NASA astronaut T.J. Creamer, Russian cosmonaut Oleg Kotov and Japan Aerospace Exploration Agency astronaut Soichi Noguchi, all flight engineers, launched in their Soyuz TMA-17 spacecraft from the Baikonur Cosmodrome in Kazakhstan at 4:52 p.m. EST Sunday to begin a two-day journey to the International Space Station.
The Soyuz TMA-17 rocket launches from the Baikonur Cosmodrome in Kazakhstan at 4:52 p.m. EST on Sunday, Dec. 20, carrying Expedition 22 NASA Flight Engineer Timothy J. Creamer of the U.S., Soyuz Commander Oleg Kotov of Russia and Flight Engineer Soichi Noguchi of Japan to the International Space Station. Photo Credit: NASA/Bill Ingalls
Less than 10 minutes after launch, their spacecraft reached orbit and its antennas and solar arrays were deployed.
NASA astronaut and Expedition 22 Commander Jeff Williams and Russian cosmonaut and Flight Engineer Maxim Suraev are currently the sole residents on the station, having arrived October 2 aboard their Soyuz TMA-16 spacecraft. The station's five residents have some busy months ahead. Kotov and Suraev will conduct a planned spacewalk in January from the Pirs airlock, part of the station's Russian segment. Less than a week later, Williams and Suraev will fly the Soyuz spacecraft that brought them to the station from its current location on the end of the outpost's Zvezda service module to the new Poisk module. In February, the crew will welcome a Progress unmanned resupply ship and space shuttle Endeavour's STS-130 mission. Endeavour and its crew will deliver the new Tranquility node and its cupola, one of the last major portions of the station to be installed.
Creamer, Kotov and Noguchi will complete the Expedition 22 crew when they dock to the station on December 22.
Creamer, 50, a U.S. Army colonel from Upper Marlboro, Maryland, will be making his first spaceflight. Assigned to NASA’s Johnson Space Center in 1995 as a space shuttle vehicle integration test engineer, he supported eight shuttle missions as vehicle integration test team lead and specialized in coordinating the information technologies for the Astronaut Office. Selected as an astronaut in 1998, Creamer worked with hardware integration and robotics and was a support astronaut for Expedition 12.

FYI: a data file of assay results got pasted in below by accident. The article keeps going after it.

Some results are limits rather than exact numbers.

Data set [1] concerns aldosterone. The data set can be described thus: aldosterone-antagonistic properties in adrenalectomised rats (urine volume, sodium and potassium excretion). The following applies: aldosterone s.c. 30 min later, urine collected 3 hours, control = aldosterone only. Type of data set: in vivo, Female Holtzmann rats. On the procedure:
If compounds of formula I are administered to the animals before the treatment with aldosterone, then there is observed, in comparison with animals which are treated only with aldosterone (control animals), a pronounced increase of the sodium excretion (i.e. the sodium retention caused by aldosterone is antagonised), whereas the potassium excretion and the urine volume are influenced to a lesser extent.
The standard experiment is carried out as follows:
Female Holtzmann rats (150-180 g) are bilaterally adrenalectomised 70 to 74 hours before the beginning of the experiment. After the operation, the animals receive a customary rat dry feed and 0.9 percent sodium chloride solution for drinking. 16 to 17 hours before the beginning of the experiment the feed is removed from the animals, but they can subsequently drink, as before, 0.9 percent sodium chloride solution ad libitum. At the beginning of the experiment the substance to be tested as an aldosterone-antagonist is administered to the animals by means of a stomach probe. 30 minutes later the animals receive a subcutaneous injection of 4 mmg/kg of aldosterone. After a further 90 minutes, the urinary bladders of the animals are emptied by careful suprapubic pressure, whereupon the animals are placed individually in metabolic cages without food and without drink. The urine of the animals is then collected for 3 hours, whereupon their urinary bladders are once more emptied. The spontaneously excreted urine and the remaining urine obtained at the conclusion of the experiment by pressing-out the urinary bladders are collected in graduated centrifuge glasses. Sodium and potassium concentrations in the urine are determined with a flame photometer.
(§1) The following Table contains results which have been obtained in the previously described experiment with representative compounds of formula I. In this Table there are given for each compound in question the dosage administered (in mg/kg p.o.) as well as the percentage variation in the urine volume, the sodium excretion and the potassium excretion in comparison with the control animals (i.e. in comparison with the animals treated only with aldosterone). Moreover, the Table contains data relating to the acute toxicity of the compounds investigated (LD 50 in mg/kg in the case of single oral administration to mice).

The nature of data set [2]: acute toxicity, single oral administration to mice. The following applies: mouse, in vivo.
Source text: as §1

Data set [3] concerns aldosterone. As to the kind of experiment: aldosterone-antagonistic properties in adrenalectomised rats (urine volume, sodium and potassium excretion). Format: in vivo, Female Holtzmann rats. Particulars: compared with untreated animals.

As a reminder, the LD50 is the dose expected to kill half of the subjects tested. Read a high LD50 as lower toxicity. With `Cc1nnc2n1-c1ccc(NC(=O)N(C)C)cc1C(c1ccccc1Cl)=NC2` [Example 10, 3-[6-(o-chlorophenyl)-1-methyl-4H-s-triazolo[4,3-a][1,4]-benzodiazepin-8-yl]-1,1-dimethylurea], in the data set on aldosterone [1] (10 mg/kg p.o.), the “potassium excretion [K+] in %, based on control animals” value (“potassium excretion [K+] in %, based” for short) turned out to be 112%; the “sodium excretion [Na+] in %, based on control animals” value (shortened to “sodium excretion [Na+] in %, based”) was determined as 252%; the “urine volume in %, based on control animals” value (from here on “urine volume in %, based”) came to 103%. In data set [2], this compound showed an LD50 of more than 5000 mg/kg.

Kotov, 44, a physician and Russian Air Force colonel, will be making his second spaceflight and serving his second tour aboard the station. Selected as a cosmonaut in 1996, he trained as a cosmonaut researcher for a flight on the Soyuz and as a backup crew member to the Mir-26 mission. A former lead test doctor at Gagarin Cosmonaut Training Center, he served as a flight engineer and Soyuz commander on the Expedition 15 mission in 2007. He will be a flight engineer for Expedition 22 and assume the duties of Expedition 23 commander when Williams departs in March 2010.
Noguchi, 44, an aeronautical engineer from Chigasaki, Kanagawa, Japan, will be making his second spaceflight. He was selected by the National Space Development Agency of Japan (NASDA), now JAXA, as an astronaut candidate in 1996 and trained at Johnson Space Center. After completing his astronaut training, he supported development and integration of the station’s Japanese Kibo experiment module. Noguchi flew on the STS-114 return-to-flight mission of Discovery in 2005. He has logged nearly 14 days in space, including more than 20 hours of spacewalks to test new procedures for shuttle inspection and repair techniques.
Earlier . . .
The first dramatic photos are revealed as the Soyuz TMA-17 lays on its side, while crews steadfastly prep it for its launch, Monday, December 21. The launch takes place in Baikonur Cosmodrome, Kazakhstan, and is a cooperative effort of the Russian, Japanese and American space agencies' astronauts.
The Russian cosmonaut, Oleg Kotov; Japan Aerospace Exploration Agency, or JAXA, astronaut Soichi Noguchi; and NASA astronaut T.J. Creamer will all return in May 2010 on Soyuz 21.
(18 Dec. 2009) The Soyuz TMA-17 spacecraft is rolled out by train to the launch pad at the Baikonur Cosmodrome, Kazakhstan, on December 18, 2009. The launch of the Soyuz spacecraft with Expedition 22 NASA astronaut T.J. Creamer, flight engineer; Russian cosmonaut Oleg Kotov, Soyuz commander; and Japan Aerospace Exploration Agency astronaut Soichi Noguchi, flight engineer, is scheduled for December 21, 2009 at 3:52 a.m. Kazakhstan time. Photo credit NASA/Bill Ingalls
(18 Dec. 2009) The flags of Russia, Japan, the United States and Kazakhstan are seen flying shortly after the Soyuz TMA-17 spacecraft was raised into vertical position at the launch pad of the Baikonur Cosmodrome, Kazakhstan, on December 18, 2009. The launch of the Soyuz spacecraft with Expedition 22 NASA astronaut T.J. Creamer, flight engineer; Russian cosmonaut Oleg Kotov, Soyuz commander; and Japan Aerospace Exploration Agency astronaut Soichi Noguchi, flight engineer, is scheduled for December 21, 2009 at 3:52 a.m. Kazakhstan time. Photo credit NASA/Bill Ingalls